Men still dominate press row

In a crowded room of approximately 75 sports reporters attending the Providence College press conference at the Big East Tournament semifinals, four of them are women.

In a strictly male-dominated industry, women are starting to break through into the sports media world. However, that was not always the case, and some female reporters still say that there is a tremendous lack of women covering sporting events.

In major publications today, a dramatically higher number of men work in sports. At USA Today, only 10 of the 72 staff members are women. At the Los Angeles Times, only five of the 37 sports staff members are women.

Ava Wallace, a college sports writer for the Washington Post, said that during college she was the first female sports editor for the Daily Northwestern in years. She said that most of the scrutiny she gets about being a female sports reporter comes from the fellow reporters.

“I think that, especially the older ones, they aren’t used to working around women,” Wallace said. “They’ll make comments about your appearance or say things like, ‘Oh we know why you were able to get that quote.’ It all sticks out in your mind no matter how many times it happens.”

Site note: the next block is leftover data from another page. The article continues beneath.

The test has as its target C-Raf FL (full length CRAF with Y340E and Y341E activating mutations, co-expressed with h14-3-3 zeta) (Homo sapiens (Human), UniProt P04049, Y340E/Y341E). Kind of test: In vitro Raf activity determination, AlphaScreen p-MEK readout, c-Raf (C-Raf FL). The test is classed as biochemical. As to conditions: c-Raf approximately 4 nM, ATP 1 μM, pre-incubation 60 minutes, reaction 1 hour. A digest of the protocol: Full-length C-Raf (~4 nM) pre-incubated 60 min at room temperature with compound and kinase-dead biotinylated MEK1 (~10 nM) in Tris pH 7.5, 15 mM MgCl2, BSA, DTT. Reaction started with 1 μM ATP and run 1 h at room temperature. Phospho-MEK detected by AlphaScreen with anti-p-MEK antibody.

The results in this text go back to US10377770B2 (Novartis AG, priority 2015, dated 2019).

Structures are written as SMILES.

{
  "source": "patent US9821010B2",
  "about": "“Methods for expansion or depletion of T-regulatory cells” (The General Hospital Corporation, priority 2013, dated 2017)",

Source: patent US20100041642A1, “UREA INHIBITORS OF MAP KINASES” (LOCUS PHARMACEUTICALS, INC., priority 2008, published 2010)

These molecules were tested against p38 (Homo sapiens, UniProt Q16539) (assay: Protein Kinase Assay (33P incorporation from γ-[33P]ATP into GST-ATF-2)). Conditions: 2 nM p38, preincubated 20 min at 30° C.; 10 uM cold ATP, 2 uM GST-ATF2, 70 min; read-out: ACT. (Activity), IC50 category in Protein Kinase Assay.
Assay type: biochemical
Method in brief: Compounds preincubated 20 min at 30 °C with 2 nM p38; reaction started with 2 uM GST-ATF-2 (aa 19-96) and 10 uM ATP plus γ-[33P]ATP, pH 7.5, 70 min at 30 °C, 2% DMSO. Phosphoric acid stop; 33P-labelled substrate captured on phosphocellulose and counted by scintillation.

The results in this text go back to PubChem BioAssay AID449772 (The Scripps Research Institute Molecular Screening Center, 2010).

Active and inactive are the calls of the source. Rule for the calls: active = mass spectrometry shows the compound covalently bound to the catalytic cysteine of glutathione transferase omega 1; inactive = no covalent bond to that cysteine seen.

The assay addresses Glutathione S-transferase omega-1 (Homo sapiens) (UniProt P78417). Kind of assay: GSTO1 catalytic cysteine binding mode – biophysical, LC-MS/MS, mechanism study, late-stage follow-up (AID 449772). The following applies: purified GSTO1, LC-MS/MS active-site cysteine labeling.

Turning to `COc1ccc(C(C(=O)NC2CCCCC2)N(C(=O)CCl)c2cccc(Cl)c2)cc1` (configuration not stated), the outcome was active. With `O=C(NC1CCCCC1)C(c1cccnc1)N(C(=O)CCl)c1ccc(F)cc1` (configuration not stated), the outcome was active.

A former female sports writer who attended the press conference, but could not use her name in the article for fear of retribution from her employer, said that when she was working as a sports writer, she was never thought of as being a writer.

“When I was writing, there were no women doing it at all,” she said. “When I was covering games here, veteran sports writers like Dick Young and others thought I was the waitress and were asking me to get them sandwiches and stuff. I had to be more patient with people, and I just had to know my stuff.”

Shannon Russell, who has now been in the media industry for 19 years, used to be the Xavier beat writer for the Cincinnati Enquirer. Today, she works at the The Athletic. She said that when she walks into stadiums to cover games, some people think twice about letting her in.

“I can’t tell you how many times people will triple check my credential because they think I’m not supposed to be here, but it’s been like that my entire career,” she said.

For some women in the field, one of the toughest things can be attending large events and press conferences where they are the only women in the room. Wallace said that it sticks out to her, especially when covering football.